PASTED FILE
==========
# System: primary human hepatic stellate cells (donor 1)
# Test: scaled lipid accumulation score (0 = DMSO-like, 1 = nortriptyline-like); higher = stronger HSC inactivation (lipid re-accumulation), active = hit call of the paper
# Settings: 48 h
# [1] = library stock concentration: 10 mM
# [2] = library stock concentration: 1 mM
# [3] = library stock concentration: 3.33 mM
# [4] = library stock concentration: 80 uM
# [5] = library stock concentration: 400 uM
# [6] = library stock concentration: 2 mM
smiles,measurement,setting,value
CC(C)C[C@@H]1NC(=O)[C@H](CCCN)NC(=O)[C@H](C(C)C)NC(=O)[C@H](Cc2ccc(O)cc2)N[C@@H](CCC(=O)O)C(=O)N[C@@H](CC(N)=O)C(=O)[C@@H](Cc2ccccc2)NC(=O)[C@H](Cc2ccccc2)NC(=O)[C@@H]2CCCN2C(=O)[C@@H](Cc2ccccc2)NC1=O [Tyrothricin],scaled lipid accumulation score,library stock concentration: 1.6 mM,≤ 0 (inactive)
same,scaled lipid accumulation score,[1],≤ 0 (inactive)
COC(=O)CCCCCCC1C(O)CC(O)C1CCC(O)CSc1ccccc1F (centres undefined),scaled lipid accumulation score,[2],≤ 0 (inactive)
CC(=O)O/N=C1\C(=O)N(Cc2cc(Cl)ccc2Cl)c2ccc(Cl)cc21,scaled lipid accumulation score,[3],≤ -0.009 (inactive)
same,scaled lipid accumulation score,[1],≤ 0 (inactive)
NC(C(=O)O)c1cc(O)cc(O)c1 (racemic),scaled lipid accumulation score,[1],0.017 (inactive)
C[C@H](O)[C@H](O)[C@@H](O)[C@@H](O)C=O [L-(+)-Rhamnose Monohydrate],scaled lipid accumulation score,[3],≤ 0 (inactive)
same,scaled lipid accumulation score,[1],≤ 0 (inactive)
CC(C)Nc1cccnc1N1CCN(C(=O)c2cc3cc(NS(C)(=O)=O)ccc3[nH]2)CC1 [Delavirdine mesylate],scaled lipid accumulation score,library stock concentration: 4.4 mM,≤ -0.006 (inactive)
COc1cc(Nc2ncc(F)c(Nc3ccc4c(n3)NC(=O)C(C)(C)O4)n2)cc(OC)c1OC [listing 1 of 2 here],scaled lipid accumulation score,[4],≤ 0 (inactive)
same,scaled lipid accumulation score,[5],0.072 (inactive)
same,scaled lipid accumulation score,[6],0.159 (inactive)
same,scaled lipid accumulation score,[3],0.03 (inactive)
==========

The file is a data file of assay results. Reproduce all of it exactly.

# System: primary human hepatic stellate cells (donor 1)
# Test: scaled lipid accumulation score (0 = DMSO-like, 1 = nortriptyline-like); higher = stronger HSC inactivation (lipid re-accumulation), active = hit call of the paper
# Settings: 48 h
# [1] = library stock concentration: 10 mM
# [2] = library stock concentration: 1 mM
# [3] = library stock concentration: 3.33 mM
# [4] = library stock concentration: 80 uM
# [5] = library stock concentration: 400 uM
# [6] = library stock concentration: 2 mM
smiles,measurement,setting,value
CC(C)C[C@@H]1NC(=O)[C@H](CCCN)NC(=O)[C@H](C(C)C)NC(=O)[C@H](Cc2ccc(O)cc2)N[C@@H](CCC(=O)O)C(=O)N[C@@H](CC(N)=O)C(=O)[C@@H](Cc2ccccc2)NC(=O)[C@H](Cc2ccccc2)NC(=O)[C@@H]2CCCN2C(=O)[C@@H](Cc2ccccc2)NC1=O [Tyrothricin],scaled lipid accumulation score,library stock concentration: 1.6 mM,≤ 0 (inactive)
same,scaled lipid accumulation score,[1],≤ 0 (inactive)
COC(=O)CCCCCCC1C(O)CC(O)C1CCC(O)CSc1ccccc1F (centres undefined),scaled lipid accumulation score,[2],≤ 0 (inactive)
CC(=O)O/N=C1\C(=O)N(Cc2cc(Cl)ccc2Cl)c2ccc(Cl)cc21,scaled lipid accumulation score,[3],≤ -0.009 (inactive)
same,scaled lipid accumulation score,[1],≤ 0 (inactive)
NC(C(=O)O)c1cc(O)cc(O)c1 (racemic),scaled lipid accumulation score,[1],0.017 (inactive)
C[C@H](O)[C@H](O)[C@@H](O)[C@@H](O)C=O [L-(+)-Rhamnose Monohydrate],scaled lipid accumulation score,[3],≤ 0 (inactive)
same,scaled lipid accumulation score,[1],≤ 0 (inactive)
CC(C)Nc1cccnc1N1CCN(C(=O)c2cc3cc(NS(C)(=O)=O)ccc3[nH]2)CC1 [Delavirdine mesylate],scaled lipid accumulation score,library stock concentration: 4.4 mM,≤ -0.006 (inactive)
COc1cc(Nc2ncc(F)c(Nc3ccc4c(n3)NC(=O)C(C)(C)O4)n2)cc(OC)c1OC [listing 1 of 2 here],scaled lipid accumulation score,[4],≤ 0 (inactive)
same,scaled lipid accumulation score,[5],0.072 (inactive)
same,scaled lipid accumulation score,[6],0.159 (inactive)
same,scaled lipid accumulation score,[3],0.03 (inactive)